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Not a homework - just a question about simply rounding off in physics

  1. Jul 4, 2007 #1
    ok
    we had two significant figures as the least in our given
    so what i did was to calculate the speed of the airplane....
    my result is 52.5m/s.... i round it to two significant figures which is 53m/s

    but our proff earlier wrote the answer in the blackboard 52.5m/s and considered it as just |V| = 52m/s...

    is rounding off in physics different? because im really certain that .5 can be rounded off to one ... and besides i checked it here http://www.gomath.com/algebra/round.php and its really 53
     
  2. jcsd
  3. Jul 4, 2007 #2

    cristo

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    No, your teacher probably just made a mistake. 52.5 to two significant figures is equal to 53.
     
  4. Jul 4, 2007 #3

    George Jones

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    Was the result exactly 52.5? If not, then, to 4 significant figures, what is the answer?

    What I'm getting at is that, for example, 52.47 "rounds" to both 53.5 and 52, depending on how may digits are kept.
     
  5. Jul 4, 2007 #4

    Doc Al

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    rounding off rules

    Strictly speaking, your teacher is correct. According to current thinking, if the first digit to be dropped is 5, and it's followed by all zeroes (or nothing), then you only round up if the preceding digit is odd. (This is supposed to be more statistically valid than the old rule--that I admit I still follow mostly--of rounding up whenever the first digit to be dropped is 5.)

    Do a search on "rounding off rules" and you find lots of sites describing this. Here's one: RULES FOR ROUNDING OFF

    More importantly: Was the answer really 52.5? To how many significant digits?
     
  6. Jul 4, 2007 #5

    cristo

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    Wow, that's something I've never come across in all my years of studying maths! Still, though, I'm not sure whether a physics teacher would employ this "round to even" method when teaching a class, since the statistical advantage of the method will be zero in this case.

    Perhaps the OP should ask which method of rounding the teacher is using (both for piece of mind, and to avoid getting the "incorrect" answer in future exams for this course).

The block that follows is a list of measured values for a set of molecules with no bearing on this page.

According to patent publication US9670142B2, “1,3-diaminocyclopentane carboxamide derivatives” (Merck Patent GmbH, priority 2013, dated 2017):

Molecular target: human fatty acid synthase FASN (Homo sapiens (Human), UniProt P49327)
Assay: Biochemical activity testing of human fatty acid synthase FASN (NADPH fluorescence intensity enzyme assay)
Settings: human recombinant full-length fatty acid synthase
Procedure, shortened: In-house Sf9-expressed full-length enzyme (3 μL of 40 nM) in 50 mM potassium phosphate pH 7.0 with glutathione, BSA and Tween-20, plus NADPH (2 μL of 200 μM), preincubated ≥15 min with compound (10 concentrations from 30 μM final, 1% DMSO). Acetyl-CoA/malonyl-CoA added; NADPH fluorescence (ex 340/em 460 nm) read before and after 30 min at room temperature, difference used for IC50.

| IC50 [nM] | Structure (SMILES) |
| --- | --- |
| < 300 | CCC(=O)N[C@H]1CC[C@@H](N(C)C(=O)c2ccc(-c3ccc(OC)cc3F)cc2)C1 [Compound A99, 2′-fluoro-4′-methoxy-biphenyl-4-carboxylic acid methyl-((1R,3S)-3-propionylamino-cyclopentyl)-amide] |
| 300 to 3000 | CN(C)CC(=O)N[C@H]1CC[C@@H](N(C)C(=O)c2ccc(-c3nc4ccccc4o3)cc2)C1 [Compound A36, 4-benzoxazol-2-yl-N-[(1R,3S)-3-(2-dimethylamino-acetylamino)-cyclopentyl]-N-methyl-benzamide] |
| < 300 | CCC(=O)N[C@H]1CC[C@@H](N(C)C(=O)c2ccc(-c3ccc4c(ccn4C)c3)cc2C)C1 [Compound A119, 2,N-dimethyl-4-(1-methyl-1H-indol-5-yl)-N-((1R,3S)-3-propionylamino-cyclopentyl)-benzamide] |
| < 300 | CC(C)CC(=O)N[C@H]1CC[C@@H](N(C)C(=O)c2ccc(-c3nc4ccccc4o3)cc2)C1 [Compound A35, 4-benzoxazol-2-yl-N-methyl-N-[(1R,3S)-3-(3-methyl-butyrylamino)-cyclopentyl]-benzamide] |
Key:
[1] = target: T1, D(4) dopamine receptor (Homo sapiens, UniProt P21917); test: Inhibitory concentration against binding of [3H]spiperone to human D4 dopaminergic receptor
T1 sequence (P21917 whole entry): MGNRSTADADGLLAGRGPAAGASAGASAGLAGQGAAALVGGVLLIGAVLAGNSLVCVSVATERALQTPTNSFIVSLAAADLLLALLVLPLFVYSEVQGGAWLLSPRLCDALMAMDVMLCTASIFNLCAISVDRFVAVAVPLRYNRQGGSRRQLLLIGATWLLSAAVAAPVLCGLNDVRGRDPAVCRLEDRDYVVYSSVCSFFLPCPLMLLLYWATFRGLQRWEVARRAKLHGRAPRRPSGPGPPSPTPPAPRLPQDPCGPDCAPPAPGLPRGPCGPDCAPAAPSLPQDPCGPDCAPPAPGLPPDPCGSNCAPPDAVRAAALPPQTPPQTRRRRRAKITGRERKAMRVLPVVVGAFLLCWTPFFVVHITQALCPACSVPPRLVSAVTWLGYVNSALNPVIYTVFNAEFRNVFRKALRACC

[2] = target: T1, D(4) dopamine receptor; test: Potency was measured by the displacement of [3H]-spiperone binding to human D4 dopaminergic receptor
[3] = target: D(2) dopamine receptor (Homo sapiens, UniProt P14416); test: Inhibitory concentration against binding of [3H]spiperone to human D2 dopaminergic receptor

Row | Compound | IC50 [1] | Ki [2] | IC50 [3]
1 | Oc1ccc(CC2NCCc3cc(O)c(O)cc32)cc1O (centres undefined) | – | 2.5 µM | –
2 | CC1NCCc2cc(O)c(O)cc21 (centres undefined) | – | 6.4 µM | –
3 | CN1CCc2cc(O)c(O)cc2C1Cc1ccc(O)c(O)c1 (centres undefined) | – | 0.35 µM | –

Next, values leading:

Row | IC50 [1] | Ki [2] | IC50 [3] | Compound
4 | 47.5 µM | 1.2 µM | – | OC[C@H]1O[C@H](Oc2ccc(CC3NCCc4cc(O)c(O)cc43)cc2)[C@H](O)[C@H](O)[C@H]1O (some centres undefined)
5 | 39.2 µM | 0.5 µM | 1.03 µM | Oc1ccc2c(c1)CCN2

7. Jul 4, 2007 #6

    George Jones

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    I wasn't taught this when I was in school, but, after reading your post, I remembered that a couple of years ago, someone told this rule.

    I meant to write 52.5, not 53.3.
     
  8. Jul 4, 2007 #7
    heres the problem:
    An airplane travels 480 m(thats 2 significant figures) down the runway before taking off. It starts from rest, moves with constant acceleration, and becomes airborne in 16.0s What is its speed, in m/s, when it takes off?

    So the rule says that when you multiply it must be with the least significant figure... 52.5m/s round it off to two....

    And really thanks for all the replies guys
    it means that I have to search him for consultation hours..

    omg is that true the preceding digit applies? didnt know that
     
    Last edited: Jul 4, 2007
  9. Jul 4, 2007 #8

    Doc Al

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    The number of significant figures in 480 m is ambiguous (unless they tell you, of course!). Written as 480, it should be 2 sig figs as you state. If they meant to show 3 sig figs, it should be written as 4.80 *10^2. But 480 could mean 3 sig figs, if the author was sloppy.

    OK... so where do you get the 52.5 m/s??
     
  10. Jul 4, 2007 #9

    George Jones

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    420 m instead of 480 m?
     
  11. Jul 4, 2007 #10

    nrqed

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    I have learned differently. I have learned that in a physics context, only significant figures were shown in a problem, so that 480 m really means three sig figs. That if only two sig figs were intended, it should have been written as 4.8 x 10^2 m. I guess it shows that there is no uniformity in the way it is taught.
     
  12. Jul 4, 2007 #11

    cepheid

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    No information is given about the precision of the measuring instrument used or the resulting uncertainty in the measurement. As a result, it's really hard to say what was meant by 480 m and how many sig figs *ought* to be used to represent the message. If I assumed that we were measuring down to the nearest metre or something, then I'd agree with nrqed: 3 sig figs.
     
  13. Aug 28, 2011 #12

    JDoolin

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    Re: rounding off rules

    Interesting document. If I know that someone is using this method, and I see they have written 21.4, then I know that the actual number is between 21.35, and 21.45 inclusive. But if I see 21.5, then I know the actual number is somewhere between 21.45 and 21.55 exclusive. Is that the general intention?
     
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